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The future pope opposed gay marriage and abortion rights in the liberal country, the Utah Catholic said, but he also pushed officials to care for the poor and the unemployed.
The Rev. Omar Ontiveros, of Saints Peter and Paul Catholic Church in West Valley City, originally from Mexico, underscores Francis’ defense of the poor, but also his openness to all people in need.
In 2001, then Cardinal Bergoglio visited an Argentine hospice, Ontiveros wrote in an email, where he "kissed and washed the feet of 12 patients with AIDS."
The Utah priest is confident, he said, "that God has blessed us with a pope who will confirm us in the faith of Jesus Christ."
On Wednesday, the LDS Church wished the new pope well.
"We extend our warmest wishes to His Holiness Pope Francis I and pray he will feel the peace of the Lord as he serves as pontiff of the Roman Catholic Church," the LDS Church governing First Presidency said in a statement.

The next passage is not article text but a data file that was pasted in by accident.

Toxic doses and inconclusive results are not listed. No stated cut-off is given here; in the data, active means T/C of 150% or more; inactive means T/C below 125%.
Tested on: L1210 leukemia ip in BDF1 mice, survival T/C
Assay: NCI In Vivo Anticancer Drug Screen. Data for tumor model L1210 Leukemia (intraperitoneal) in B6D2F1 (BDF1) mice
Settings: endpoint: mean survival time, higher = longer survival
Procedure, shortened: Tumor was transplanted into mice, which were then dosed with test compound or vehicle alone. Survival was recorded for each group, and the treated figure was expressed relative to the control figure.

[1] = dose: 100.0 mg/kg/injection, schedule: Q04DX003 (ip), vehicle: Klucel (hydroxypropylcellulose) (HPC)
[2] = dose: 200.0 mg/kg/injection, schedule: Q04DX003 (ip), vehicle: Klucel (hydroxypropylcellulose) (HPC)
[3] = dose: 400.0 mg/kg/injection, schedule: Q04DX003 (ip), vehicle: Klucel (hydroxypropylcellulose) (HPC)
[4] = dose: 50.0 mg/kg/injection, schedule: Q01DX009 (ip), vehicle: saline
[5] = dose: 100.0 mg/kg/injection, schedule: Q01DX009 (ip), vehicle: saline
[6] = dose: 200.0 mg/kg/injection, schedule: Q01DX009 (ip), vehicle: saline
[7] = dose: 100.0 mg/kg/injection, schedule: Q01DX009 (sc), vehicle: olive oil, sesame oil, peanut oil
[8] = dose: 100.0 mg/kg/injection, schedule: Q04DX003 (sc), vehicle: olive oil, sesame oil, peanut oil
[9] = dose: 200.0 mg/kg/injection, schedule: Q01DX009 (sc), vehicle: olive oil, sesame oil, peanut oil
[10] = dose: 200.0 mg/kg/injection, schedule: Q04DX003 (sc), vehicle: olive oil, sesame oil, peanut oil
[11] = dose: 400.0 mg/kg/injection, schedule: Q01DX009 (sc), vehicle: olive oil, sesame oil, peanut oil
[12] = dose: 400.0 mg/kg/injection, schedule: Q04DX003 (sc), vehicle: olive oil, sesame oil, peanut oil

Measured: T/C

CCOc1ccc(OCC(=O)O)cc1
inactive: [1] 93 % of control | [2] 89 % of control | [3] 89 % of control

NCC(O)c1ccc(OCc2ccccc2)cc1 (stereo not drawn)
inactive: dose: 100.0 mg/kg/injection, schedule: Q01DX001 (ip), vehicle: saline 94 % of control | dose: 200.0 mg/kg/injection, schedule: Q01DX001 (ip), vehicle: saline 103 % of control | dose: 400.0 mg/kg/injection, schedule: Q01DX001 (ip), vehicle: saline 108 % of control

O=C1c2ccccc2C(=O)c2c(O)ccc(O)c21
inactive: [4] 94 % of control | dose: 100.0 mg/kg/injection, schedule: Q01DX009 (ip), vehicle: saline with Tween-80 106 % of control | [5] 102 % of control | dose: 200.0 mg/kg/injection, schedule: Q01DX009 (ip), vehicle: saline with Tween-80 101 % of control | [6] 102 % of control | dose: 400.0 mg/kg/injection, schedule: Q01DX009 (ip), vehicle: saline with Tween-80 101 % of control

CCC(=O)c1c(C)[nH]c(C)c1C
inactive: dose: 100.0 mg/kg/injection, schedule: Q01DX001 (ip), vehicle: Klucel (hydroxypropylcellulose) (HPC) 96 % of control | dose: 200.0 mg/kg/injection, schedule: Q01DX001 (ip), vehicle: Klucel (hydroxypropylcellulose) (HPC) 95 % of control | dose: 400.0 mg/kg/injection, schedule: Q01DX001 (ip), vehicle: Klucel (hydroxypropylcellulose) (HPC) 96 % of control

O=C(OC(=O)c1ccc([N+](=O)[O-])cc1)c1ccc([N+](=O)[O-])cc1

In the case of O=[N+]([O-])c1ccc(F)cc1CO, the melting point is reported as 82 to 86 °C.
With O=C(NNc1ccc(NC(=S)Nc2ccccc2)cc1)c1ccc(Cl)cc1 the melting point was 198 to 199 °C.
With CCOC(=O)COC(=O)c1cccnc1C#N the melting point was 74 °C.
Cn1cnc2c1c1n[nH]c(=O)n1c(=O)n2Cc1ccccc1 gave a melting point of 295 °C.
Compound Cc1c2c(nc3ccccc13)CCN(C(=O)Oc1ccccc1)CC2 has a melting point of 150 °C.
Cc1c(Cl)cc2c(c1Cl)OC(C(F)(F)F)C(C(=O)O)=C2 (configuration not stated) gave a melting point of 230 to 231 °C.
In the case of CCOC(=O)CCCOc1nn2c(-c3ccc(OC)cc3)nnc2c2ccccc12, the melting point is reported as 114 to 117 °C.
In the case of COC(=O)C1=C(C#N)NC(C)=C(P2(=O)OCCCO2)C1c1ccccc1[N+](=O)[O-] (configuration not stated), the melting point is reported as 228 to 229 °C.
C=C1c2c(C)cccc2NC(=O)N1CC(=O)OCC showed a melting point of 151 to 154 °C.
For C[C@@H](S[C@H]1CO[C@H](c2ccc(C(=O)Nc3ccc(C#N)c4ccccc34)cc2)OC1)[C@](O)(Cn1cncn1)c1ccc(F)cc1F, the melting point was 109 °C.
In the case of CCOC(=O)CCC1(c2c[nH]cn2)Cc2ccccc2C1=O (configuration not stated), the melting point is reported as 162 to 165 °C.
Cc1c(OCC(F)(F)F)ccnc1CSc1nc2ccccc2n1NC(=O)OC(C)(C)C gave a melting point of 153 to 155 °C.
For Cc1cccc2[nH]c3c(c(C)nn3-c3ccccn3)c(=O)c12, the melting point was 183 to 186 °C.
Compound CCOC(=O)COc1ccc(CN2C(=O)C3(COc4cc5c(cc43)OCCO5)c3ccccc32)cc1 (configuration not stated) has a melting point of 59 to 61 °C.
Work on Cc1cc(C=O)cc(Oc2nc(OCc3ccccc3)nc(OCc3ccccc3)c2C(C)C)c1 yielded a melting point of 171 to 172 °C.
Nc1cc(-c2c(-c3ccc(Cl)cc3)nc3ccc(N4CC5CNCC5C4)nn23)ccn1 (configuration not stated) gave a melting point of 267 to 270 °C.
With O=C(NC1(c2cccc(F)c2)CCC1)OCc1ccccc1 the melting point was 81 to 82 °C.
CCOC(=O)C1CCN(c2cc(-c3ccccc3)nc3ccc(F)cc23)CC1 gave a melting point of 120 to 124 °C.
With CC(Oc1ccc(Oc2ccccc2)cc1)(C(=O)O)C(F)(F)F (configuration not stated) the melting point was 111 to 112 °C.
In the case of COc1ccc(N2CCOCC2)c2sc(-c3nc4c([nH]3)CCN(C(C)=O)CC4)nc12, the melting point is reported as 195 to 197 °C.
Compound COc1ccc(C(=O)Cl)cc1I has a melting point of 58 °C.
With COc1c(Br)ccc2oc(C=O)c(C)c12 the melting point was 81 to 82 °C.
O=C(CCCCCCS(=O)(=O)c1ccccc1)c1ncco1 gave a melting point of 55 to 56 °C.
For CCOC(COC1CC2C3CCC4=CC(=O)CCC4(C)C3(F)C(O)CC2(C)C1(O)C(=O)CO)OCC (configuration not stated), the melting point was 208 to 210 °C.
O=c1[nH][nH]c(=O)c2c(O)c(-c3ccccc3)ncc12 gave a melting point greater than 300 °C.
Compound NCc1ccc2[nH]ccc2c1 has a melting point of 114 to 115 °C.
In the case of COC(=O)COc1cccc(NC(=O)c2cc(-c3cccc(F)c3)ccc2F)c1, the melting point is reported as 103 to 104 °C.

"We have been honored and pleased as our two faiths have worked together on issues of faith, morality and service to the poor and needy," the statement said. "We value the relationships that have been formed in these joint efforts and are grateful for the good that has been accomplished."
Even though Talia Macheski, a Utahn from Argentina, is Jewish, she still celebrates the new pope.
"For me, it’s a proud moment," Macheski said, "I hope he can help people in every community of the world."
Tribune reporter Michael McFall contributed to this story.
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